I’m expecting that we will see some tax components in the infrastructure bill, which may include a sustainable aviation fuel credit. Because the Biodiesel Tax Credit doesn’t expire until next year, I’m assuming its extension bill will be punted, and conversations about the length of that extension will be tied to discussions about how long it takes to reach net-zero. The better story we can tell the more support we’ll get for things like the BTC. Communications and policy are intertwined. Unless the administration can get its policy sequence on the right timeline, it will be hard for them to reach the carbon reduction targets they’re putting out.
Are there any specific changes you’d like to see to the RFS?
One thing that we need to get done is fixing the restriction that prevents biointermediaries from generating RIN credits. Producers can use multiple feedstocks to create pyrolysis oil, which then goes to a refiner and, through a hydroprocessing facility, gets upgraded to produce a replacement fuel. The Department of Energy’s recent study says up to 740 million tons of feedstock could be upgraded this way. By their own assessment, this could replace 30 percent of the liquid transportation fuels used in 2005. That’s huge! How, when you’re trying to reach net-zero, do you overlook that? So, the restriction around co-location needs to be removed.
Additionally, I’d like to see greater flexibility around the approved end uses of fuels under the RFS. The wood industry has been around a long time, and everything it does is aggregated, but under the RFS, each use must be segregated. So, many wood-derived biofuels don’t qualify, because you can’t tell where they came from. This is like telling a heating oil company they can’t use a smaller truck to deliver fuel. At some point, there needs to be rationality behind the regulation.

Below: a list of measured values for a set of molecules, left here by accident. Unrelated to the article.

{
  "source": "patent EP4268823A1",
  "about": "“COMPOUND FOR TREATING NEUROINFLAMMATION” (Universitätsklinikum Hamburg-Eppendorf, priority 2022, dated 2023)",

NEFI is an associate member of the National Biodiesel Board as well as ABFA. In your eyes, what are some things that set ABFA and NBB apart?
Firstly, I work hand-in-hand with NBB on issues that impact our shared members, of which we have a number, like REG, World Energy, Diamond Green, and others. We will work hand-in-hand like we always have on the BTC, RFS, and more.
That being said, a large part of their association is still directly connected to soybeans. Our association was specifically set up without an attachment to any particular feedstock because we do not believe the renewable fuels industry should be beholden to farm subsidies. We’re about creating the fuels of the future, not awarding people who grow corn or soybeans. I have nothing to do with that. I respect corn growers’ associations, they do a great job, and they’ve been around a lot longer than me, but my core skill set going back to my days at BP has always been at the nexus of energy and environmental policy. So, I have a lineup that’s far friendlier with the environmental groups than the NBB, and it’s more aligned with this administration.
What do you see as the next steps, politically and logistically, for advanced biofuels in the heating fuel sector?